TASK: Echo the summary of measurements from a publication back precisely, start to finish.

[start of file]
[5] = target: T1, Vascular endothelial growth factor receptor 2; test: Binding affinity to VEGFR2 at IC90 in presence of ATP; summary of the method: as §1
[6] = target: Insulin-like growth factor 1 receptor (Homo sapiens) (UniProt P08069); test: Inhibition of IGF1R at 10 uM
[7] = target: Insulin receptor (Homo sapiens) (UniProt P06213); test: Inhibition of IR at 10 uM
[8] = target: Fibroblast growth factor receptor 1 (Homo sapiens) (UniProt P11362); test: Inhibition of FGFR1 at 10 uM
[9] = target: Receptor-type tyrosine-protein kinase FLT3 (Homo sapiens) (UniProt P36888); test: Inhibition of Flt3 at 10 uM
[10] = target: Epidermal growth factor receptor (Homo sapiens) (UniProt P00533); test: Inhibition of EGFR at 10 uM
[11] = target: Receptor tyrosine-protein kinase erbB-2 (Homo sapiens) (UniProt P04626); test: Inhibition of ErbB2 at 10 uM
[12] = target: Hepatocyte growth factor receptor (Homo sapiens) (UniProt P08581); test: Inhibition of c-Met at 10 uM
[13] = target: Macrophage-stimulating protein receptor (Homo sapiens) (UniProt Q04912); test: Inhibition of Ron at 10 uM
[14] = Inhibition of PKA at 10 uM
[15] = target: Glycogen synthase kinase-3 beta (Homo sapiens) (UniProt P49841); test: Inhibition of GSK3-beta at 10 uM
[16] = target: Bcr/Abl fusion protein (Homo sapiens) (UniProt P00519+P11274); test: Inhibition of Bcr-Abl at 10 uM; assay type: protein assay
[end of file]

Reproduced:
[5] = target: T1, Vascular endothelial growth factor receptor 2; test: Binding affinity to VEGFR2 at IC90 in presence of ATP; summary of the method: as §1
[6] = target: Insulin-like growth factor 1 receptor (Homo sapiens) (UniProt P08069); test: Inhibition of IGF1R at 10 uM
[7] = target: Insulin receptor (Homo sapiens) (UniProt P06213); test: Inhibition of IR at 10 uM
[8] = target: Fibroblast growth factor receptor 1 (Homo sapiens) (UniProt P11362); test: Inhibition of FGFR1 at 10 uM
[9] = target: Receptor-type tyrosine-protein kinase FLT3 (Homo sapiens) (UniProt P36888); test: Inhibition of Flt3 at 10 uM
[10] = target: Epidermal growth factor receptor (Homo sapiens) (UniProt P00533); test: Inhibition of EGFR at 10 uM
[11] = target: Receptor tyrosine-protein kinase erbB-2 (Homo sapiens) (UniProt P04626); test: Inhibition of ErbB2 at 10 uM
[12] = target: Hepatocyte growth factor receptor (Homo sapiens) (UniProt P08581); test: Inhibition of c-Met at 10 uM
[13] = target: Macrophage-stimulating protein receptor (Homo sapiens) (UniProt Q04912); test: Inhibition of Ron at 10 uM
[14] = Inhibition of PKA at 10 uM
[15] = target: Glycogen synthase kinase-3 beta (Homo sapiens) (UniProt P49841); test: Inhibition of GSK3-beta at 10 uM
[16] = target: Bcr/Abl fusion protein (Homo sapiens) (UniProt P00519+P11274); test: Inhibition of Bcr-Abl at 10 uM; assay type: protein assay